Perhaps I’m getting old. Perhaps I’ve just seen a bad snapshot of people. I know not everyone does this, but I’ll admit to doing it myself. I’ll admit to fiddling with my phone whilst waiting for my wife to come out of the shop. I should be talking to my son in the back seat, and I have to tell myself off for that. I have to try and change my behaviour.

Smartphones, iPads, tablets, even the odd Nintendo DS. They take us somewhere else. To a world of email, to a world where our friends show us their pictures or let us know how great their lives are. We read Twitter, we check the news, we text others and we browse the web. Sometimes though, we forget what’s important. We stop talking to the ones that matter the most.

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  • S21

    Just wait for Google Glass …

  • mark adams

    I’m glad its not just me that gets annoyed by that

  • Avendit

    I hope we will survive. Previously it was cameras people would live behind, now its phones and tablets.

    When on holiday in Canada a few years ago my wife and I went on an orca watching boat tour. The tall ships were in Victoria harbour at the time, and I took my camera out for a few photos of those as we went past. Then I put it away. But no one else did.

    Once the group found the orcas I think we were the only people on the boat to actually see them. Everyone else was too busy trying to frame them on their s*&tty point and shoot. zizzzz, zizzz, beep beep click – of a now blank bit of water, from all around us.

    It would have been funny if it wasn’t so sad.

  • Martin

    Have you read ‘Blind Faith’ by Ben Elton? It is coming boys and girls, it is coming.

    I hate Facebook, really hate it, I don’t want to share my life with world + dog, who really gives a sh*t what I am doing or where I am doing it, most of the time not even I care that much. I certainly don’t care what other people are doing…wooooo you are in a queue in Disney Land, really? Are you really that sad that you want me to validate your life because you have shared this with everyone? Tish and Piffle I say, tish and piffle.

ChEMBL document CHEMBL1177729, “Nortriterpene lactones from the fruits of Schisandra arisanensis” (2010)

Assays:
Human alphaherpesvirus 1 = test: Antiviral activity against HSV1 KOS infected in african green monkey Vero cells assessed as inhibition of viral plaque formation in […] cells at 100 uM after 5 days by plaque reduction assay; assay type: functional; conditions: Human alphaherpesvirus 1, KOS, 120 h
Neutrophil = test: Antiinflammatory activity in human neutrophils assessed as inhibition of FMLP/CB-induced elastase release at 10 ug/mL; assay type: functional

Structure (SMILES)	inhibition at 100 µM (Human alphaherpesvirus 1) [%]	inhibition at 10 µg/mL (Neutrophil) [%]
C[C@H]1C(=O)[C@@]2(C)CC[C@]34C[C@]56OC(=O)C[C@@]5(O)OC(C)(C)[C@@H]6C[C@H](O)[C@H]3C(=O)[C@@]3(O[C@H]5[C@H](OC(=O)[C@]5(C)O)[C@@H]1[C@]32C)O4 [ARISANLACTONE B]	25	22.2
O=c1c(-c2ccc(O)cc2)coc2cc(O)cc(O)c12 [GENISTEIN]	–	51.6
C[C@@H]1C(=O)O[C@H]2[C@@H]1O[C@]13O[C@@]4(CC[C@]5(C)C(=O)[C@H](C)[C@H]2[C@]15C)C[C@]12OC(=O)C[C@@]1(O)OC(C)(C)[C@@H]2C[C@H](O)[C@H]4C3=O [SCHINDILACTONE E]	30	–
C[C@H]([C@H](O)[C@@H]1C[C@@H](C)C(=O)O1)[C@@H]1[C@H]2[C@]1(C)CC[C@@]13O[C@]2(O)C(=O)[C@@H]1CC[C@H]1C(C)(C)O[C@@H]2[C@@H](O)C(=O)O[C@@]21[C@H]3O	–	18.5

• Paul

    Yup. Conversation is dead. I can see this generation becoming hunchbacks. Everywhere you look there’s people walking with their head down looking at their phones, it’s very sad.

    I also hate Facebook and have never ever used Twitter, I share the same opinion as Martin in that I don’t share what I’m doing with everyone. I do, however, read what my friends post on facebook, and that makes me file like a stalker. Despite the fact they that told everyone what they’re doing via posting, they seem shocked/surprised/mortified when I mention in passing that “I knew what they did last summer”. Grrrrrr. do they think it’s a diary that no-one else can see, fffs.

  • AC

    I like this reflective post. :)

  • the_prof

    I’m totally with you there Leigh. I think what worries me most about all this is the effect it has on our ability to interact socially. I think the more ‘normal’ this behaviour becomes, the less able the average person will be to interact others. This probably sounds rather extreme, but it’s noticeable even now.

    The more advanced these devices become, the more integrated they become with our lives. Therefore, I think it’s all too easy to allow these things to become a barrier to allow us to manage social interaction in our own terms. This is not necessarily a bad thing, but I believe that the skills involved in interacting on a personal level are hard learned, and anything which gets in the way of this cannot be a positive development.